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Pay rises needed to support ‘gangbusters’ UK growth, says Bank’s chief economist

·3-min read

Wages need to rise to encourage Britons to get “out of their front rooms” and back into work to help support the UK’s recovery, according to the Bank of England’s top economist.

Andy Haldane, interest rate setter and outgoing chief economist at the Bank, said the UK’s recovery was going “gangbusters”, but that businesses on pause need to reopen and furloughed or unemployed workers need to get back to jobs to keep up the momentum.

He told LBC radio that spending in the economy needs to be boosted to support employment, but that better-paid jobs also need to be created to get people off furlough support.

Mr Haldane said: “It might require a few pay rises… that should encourage people out of their front rooms and off their sofas and back into the world of work.”

He added it was about “creating the jobs and creating enough well-paid jobs to encourage people back to work”.

Mr Haldane – who is leaving the Bank at the end of this month to become chief executive of the Royal Society for Arts, Manufactures and Commerce – warned that as UK growth recovers at a “rate of knots”, there is the risk that inflation may rocket.

The chief economist said the UK was already seeing some “pretty punchy pressure on prices”, with wages starting to rise and increased costs of goods such as petrol, diesel, timber and cement.

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He added that “inflation on the high street isn’t far behind” and that the Bank may look to trim its vast quantitative easing (QE) money printing programme to keep price rises under control.

“We could start tightening the tap on that, slowing down the amount of money we’re printing and ultimately perhaps even to turn that around,” he said.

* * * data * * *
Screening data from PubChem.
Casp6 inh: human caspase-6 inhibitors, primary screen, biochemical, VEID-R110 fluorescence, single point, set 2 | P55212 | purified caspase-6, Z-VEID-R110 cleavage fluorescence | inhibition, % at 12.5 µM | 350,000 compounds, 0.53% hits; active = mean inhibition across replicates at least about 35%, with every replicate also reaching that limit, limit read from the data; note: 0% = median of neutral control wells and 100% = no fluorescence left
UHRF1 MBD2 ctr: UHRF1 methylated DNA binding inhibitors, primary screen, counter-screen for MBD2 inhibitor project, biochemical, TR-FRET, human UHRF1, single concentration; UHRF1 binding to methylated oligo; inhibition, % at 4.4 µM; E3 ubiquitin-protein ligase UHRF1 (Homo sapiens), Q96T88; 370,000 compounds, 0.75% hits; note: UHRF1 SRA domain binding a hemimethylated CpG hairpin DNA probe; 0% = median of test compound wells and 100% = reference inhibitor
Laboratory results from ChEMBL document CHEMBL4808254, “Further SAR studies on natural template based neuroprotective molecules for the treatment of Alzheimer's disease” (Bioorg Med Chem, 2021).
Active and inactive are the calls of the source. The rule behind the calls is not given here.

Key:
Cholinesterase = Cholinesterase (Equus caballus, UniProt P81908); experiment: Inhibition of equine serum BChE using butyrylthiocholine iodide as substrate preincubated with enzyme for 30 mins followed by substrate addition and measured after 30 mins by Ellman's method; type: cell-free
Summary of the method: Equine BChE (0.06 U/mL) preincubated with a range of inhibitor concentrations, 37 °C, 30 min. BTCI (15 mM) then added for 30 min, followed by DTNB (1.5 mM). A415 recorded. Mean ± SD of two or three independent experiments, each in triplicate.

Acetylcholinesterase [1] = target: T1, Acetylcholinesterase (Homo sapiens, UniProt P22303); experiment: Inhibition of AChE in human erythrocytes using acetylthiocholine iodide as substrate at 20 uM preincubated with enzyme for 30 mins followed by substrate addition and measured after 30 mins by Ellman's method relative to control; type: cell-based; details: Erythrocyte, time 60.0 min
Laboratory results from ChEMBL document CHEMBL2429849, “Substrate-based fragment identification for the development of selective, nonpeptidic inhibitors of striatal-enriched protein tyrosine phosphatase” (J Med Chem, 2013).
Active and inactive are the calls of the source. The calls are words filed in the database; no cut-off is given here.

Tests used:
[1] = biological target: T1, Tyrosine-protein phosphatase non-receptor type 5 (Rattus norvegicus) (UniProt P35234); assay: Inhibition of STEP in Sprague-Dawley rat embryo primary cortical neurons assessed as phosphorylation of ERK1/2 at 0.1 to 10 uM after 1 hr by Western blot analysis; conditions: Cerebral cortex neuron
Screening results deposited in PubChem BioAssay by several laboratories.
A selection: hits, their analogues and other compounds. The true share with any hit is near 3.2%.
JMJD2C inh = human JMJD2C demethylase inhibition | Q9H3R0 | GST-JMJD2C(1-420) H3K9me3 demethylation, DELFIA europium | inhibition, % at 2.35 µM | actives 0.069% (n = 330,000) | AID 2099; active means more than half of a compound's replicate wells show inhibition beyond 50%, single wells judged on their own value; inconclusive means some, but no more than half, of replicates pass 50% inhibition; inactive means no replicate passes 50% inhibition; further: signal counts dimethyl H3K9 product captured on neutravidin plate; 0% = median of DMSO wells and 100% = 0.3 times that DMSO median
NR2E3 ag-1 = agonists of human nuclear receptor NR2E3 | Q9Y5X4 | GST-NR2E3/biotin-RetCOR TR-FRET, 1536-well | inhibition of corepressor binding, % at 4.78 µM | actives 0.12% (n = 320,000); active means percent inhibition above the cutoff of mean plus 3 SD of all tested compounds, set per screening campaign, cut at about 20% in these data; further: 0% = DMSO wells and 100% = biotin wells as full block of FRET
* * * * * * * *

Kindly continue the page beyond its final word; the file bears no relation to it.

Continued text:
Mr Haldane voted last month to cut the Bank’s £895 billion QE programme by £50 billion in light of the UK’s recovery prospects.

In the interview with LBC, he said that inflation – already running at 1.5% – was set to go above the Bank’s 2% target, but that the Bank needed to ensure that this temporary blip does not become embedded.

“That needs to be avoided at all costs,” he said.

Mr Haldane said he thought Chancellor Rishi Sunak had “played a blinder” in his handling of the response to the pandemic, but added he believed specific support could now be needed for the hard-hit travel sector as it faces a summer of disruption and ongoing restrictions.

He also said it would be “fantastic for the economy” if all social distancing restrictions lift on June 21.

Mr Haldane said: “It would mean that businesses could plan for a good summer and therefore would open up.

“It would mean that workers in those industries could plan for a good summer and socialise and spend.

“It would put the mojo back into both businesses and workers in a way that would I think lift our growth rates back up further above the levels we see across Europe and elsewhere.”

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